Strategic risk management practices among state corporations in Kenya
Abuya, Dennis O
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Public entities, including state corporations, are today under more pressure than ever to manage costs and deliver services more efficiently. As operating budgets are scrutinized, public officials search for creative means of cutting costs, maximizing the productivity of existing staff, and working smarter to serve the public’s interests. In order to fulfil their purpose, many public organizations have crafted strategies to guide them in the competitive environments in which they operate. Pursuing such strategies comes with risk. This risk is occasioned by the fact the strategies are achieved through decision-making about strategic choices characterized by complexity arising out of ambiguous and non-routine situations. The underlying premise of strategic risk management is that every entity, as it seeks to provide value for its stakeholders, faces uncertainty, and the challenge for management is to determine how much uncertainty to accept as it strives to grow stakeholder value. Strategic risk management enables management to effectively deal with uncertainty and associated risk and opportunity, thus enhancing the capacity to build value. Within the public arena, an area that presents a significant opportunity for improved decision-making capabilities and cost savings measures is strategic risk management. The objectives of the study were to determine the strategic risk management practices among state corporations in Kenya and to establish the challenges that these entities face in carrying out such practices. The study was to benefit the public sector in Kenya in developing and improving their strategic risk management practices. Additionally, scholars, academicians and researchers in various aspects of strategic management and other stakeholders may be able to gain from the enterprise-wide approach to risk management recommended by this study. The study was carried out as a cross-sectional survey where the study population was the one-hundred-and-twenty-two (122) state corporations operating under the State Corporations Act (GOK, 1987), including those state corporations that have been exempted from the same Act. A proportionate stratified sample of 60 state corporations was used for the study. Descriptive statistics were employed in analyzing the data collected and the analysis was done using the Statistical Package for Social Sciences (SPSS). The research findings were presented using percentages, measures of central tendency and frequency tables. ix The study found out that 60% of state corporations agreed that they have risk management policies. 55.6% of the respondents agreed that their risk management strategy was based on a comprehensive profile of business risks likely to impact the business in the next 2 - 3 years. 48.1% of respondents also confirmed that the current risk management practices supported strong corporate governance, in line with the fact that a majority of the respondents indicated that strategic risk issues are frequently on the Board Agenda. Regarding the type of risk committees used by the organizations, the Board Risk Committee turned out to be the most popular with 48.1% of the respondents affirming that their organization had implemented it. However, a majority of the respondents indicated that the responsibilities of the Board Risk Committee had not been clearly defined. With respect to the organizations’ approach to risk management, 51.9% of the respondents indicated that risk assessment is conducted as part of business case justification, while 48.1% stated scenario planning is a key component of the risk management program. This coupled with the lack of enterprise-wide risk assessment indicates that risk assessments were not being undertaken in an integrated risk management system. Some of the challenges faced by state corporations in their strategic risk management practises include non-revised strategic plans, poor forecasting when drafting strategic plans, poor implementation and huge bureaucracies that hinder the effective implementation of strategic risk management programmes. A weak area that the study identified is employee awareness of the risk management practices adopted by the state corporations. Establishing the link between the level of this employee awareness and the organization’s performance in terms of achieving its objectives is an area of research that needs to be explored.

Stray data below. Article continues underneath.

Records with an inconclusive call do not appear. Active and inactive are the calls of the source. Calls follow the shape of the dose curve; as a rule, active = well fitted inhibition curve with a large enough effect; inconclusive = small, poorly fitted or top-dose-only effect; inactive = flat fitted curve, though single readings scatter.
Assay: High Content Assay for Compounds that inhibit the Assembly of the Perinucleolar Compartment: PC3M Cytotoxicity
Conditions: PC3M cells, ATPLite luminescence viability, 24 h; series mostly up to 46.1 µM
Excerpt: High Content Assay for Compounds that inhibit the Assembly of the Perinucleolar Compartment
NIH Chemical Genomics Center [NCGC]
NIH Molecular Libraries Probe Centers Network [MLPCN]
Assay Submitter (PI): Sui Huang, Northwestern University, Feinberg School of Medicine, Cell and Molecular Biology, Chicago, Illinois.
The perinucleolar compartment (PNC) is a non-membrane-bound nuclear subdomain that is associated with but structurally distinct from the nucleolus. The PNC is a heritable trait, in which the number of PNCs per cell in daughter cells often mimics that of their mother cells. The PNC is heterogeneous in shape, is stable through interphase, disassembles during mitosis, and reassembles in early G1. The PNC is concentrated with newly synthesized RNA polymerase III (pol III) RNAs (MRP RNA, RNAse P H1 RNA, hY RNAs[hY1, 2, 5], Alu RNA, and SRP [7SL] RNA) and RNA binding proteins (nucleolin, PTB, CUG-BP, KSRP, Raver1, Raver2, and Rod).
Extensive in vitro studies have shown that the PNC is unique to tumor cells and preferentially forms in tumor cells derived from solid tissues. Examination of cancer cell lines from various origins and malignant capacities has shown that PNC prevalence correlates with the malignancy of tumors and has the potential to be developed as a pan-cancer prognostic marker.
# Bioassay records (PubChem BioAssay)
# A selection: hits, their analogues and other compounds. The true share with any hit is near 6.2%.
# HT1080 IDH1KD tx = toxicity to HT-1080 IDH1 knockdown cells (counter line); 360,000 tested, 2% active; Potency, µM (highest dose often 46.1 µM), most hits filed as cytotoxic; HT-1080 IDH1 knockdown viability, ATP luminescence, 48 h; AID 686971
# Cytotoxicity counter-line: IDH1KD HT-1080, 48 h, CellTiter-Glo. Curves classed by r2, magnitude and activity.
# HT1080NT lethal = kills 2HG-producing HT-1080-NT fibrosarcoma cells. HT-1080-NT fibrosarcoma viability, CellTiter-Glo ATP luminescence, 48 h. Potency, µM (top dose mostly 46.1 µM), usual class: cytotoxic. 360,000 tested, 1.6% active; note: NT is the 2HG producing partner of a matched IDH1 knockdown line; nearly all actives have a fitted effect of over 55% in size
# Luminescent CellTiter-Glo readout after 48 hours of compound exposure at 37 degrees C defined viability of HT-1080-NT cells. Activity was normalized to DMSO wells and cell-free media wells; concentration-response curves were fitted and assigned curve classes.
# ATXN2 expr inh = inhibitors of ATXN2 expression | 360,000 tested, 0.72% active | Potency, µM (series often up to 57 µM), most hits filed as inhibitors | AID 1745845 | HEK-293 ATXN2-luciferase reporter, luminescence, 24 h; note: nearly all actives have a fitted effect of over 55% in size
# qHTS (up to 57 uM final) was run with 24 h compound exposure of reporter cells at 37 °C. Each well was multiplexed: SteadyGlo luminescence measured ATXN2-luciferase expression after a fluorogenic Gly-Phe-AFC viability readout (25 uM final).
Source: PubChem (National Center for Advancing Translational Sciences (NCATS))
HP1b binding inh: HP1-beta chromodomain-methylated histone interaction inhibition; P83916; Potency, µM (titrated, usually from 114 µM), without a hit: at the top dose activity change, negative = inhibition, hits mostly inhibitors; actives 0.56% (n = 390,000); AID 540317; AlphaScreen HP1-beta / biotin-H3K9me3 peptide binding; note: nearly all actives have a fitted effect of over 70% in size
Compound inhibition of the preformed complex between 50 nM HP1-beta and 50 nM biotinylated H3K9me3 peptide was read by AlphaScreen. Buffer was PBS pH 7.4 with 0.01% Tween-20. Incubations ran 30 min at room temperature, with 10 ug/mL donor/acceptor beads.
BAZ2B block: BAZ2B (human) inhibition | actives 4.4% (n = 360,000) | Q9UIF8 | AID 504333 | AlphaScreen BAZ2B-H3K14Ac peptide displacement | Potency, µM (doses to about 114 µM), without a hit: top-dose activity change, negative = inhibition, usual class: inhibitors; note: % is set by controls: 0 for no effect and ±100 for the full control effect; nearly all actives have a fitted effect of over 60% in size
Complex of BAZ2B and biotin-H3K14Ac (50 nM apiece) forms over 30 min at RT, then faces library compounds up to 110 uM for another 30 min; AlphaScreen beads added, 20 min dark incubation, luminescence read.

University of Nairobi